How is the attorney’s fee determined in an eminent domain case? The attorney’s fees are set by Florida Statute 73.092. This statute states that the attorney’s fee is determined by the benefit obtained for the client and is based on the difference between the final judgment or settlement and the last written offer made by the condemning authority before the defendant hires an attorney. Specifically, the attorney fee is thirty-three percent of any benefit up to $250,000; plus twenty-five percent of any portion of the benefit between $250,000 and $1 million; plus twenty percent of a portion of the benefit exceeding $1 million.
This attorney’s fee does not come out of your recovery. It is paid by the condemning authority which is usually FDOT. The important thing to remember is that the fee is separate from your right to receive full compensation for your property and will not diminish your settlement proceeds.
Eminent Domain. Did you know that the land you own is subject to the superior right of ownership by the government? We like to think that the land we own is ours and ours only but that is not the case. The state owns the land first, and we own our land second. This means that should the state decide that they want our property they can take it…but, of course, the state must pay full compensation for taking our property.
Florida Statutes Chapter 74 also known as the quick taking statute, is the most common statute used by the government to exercise the power of eminent domain. Why is it called the quick taking statute? Because the government can take land by depositing a good faith estimate of the value of the property taken and get a quick court order which transfers the title of the property from the individual to the government. This statute is frequently used because it is a quick taking of your property, and allows the condemning authority to begin their building project promptly.
For most months out of the year, Floridians are blessed with warm, tropical weather and winters that rarely ever see snow. However, as many Florida natives are aware, dropping temperatures can lead to many changes in the weather that may affect the ability for drivers to commute safely on the roads. Every once in a while, some areas of Florida (like north and central Florida) may experience weather conditions cold enough to cause icy roads and hail storms. Both of these are dangerous elements for drivers to face on the road, as they can cause the vehicle to lose traction and potentially cause an accident. When facing a particularly cold winter in Florida, it’s essential to stay cautious while driving on the roads. Below are a few tips to keep your commutes during the cold season as safe as possible: Continue reading “Avoiding Icy Road Accidents”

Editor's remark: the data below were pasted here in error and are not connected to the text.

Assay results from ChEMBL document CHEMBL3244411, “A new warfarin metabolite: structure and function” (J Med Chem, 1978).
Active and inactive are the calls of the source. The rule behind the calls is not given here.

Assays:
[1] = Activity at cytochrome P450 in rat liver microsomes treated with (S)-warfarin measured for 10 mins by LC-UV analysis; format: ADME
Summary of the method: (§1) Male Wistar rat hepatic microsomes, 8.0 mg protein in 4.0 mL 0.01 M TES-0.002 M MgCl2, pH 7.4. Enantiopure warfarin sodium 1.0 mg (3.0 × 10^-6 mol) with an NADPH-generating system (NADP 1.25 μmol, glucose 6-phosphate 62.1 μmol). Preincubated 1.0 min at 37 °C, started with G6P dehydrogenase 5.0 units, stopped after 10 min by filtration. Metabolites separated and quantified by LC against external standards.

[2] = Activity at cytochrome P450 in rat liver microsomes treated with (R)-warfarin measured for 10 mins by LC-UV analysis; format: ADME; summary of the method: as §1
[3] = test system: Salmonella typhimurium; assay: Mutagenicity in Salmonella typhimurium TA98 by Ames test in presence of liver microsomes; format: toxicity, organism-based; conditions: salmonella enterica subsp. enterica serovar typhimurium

There are numerous legal situations in which a person may receive a large sum of money through a court award or settlement. Often arising as compensation for personal injuries or other acts, most such payouts are reduced due to some or all of the following costs often associated with legal action: Continue reading “Structured Settlement May Offer Tax Breaks and Other Benefits”
Consolidating Similar Claims in a Class Action
A “class action” is a lawsuit brought by a representative plaintiff on behalf of a class of persons with similar claims. The class and the lawsuit must be certified by a judge as appropriate for class action treatment. If the case is certified, the lawsuit may proceed to resolve issues common to all class members. In general, notice of the lawsuit is mailed to all potential class members and, unless they “opt out,” all who fit within the class definition are automatically part of the lawsuit. Continue reading “Consolidating Similar Claims in a Class Action”
Protection Against Elder Abuse
In general, the broad term “elder abuse” is used to encompass several forms of misconduct directed toward individuals aged 60 or older. Elder abuse is considered to be a serious problem in the United States by the Administration on Aging (AoA) of the U.S. Department of Health & Human Services. The AoA reports that, each year, hundreds of thousands of older persons are abused, neglected and exploited. In most cases, perpetrators of elder abuse were found to be family members of the victim. Continue reading “Protection Against Elder Abuse”
Tort Liability for Minors
In most states, the age of majority (when a person is recognized by law as an adult), is 18 years of age or older. A “minor” is a person who is under the age of 18. When a minor breaks the law or causes damage or injury to another person, an animal or property, the minor’s parents may bear the liability. Many state statutes authorize courts to hold parents financially responsible for the damages caused by their minor children. Some states may even hold parents criminally liable for failing to supervise a child whom they know to be delinquent. Continue reading “Tort Liability for Minors”
X-rays, mammograms, and many other types of exams or pathology studies have written reports that can be understood by you, the patient, a non-medical person. You can and should read the report prepared by the radiologist or the pathologist. Call your doctor after you have had an X-ray or a lab test done to be sure that you know the results. Get a copy of the written report. Don’t let the doctor’s office put you off by saying things like, “If there is a problem with the X-ray (lab results, or whatever the test is), we will call you.” Continue reading “Get The Results Of Your Medical Tests”
When our forefathers penned the Declaration of Independence, they pledged their lives, their fortunes and their sacred honor to is implementation. Lawyers, especially trial lawyers, have their lives their fortunes and their sacred honor involved in their practice of law. Continue reading “Bless The Lawyers”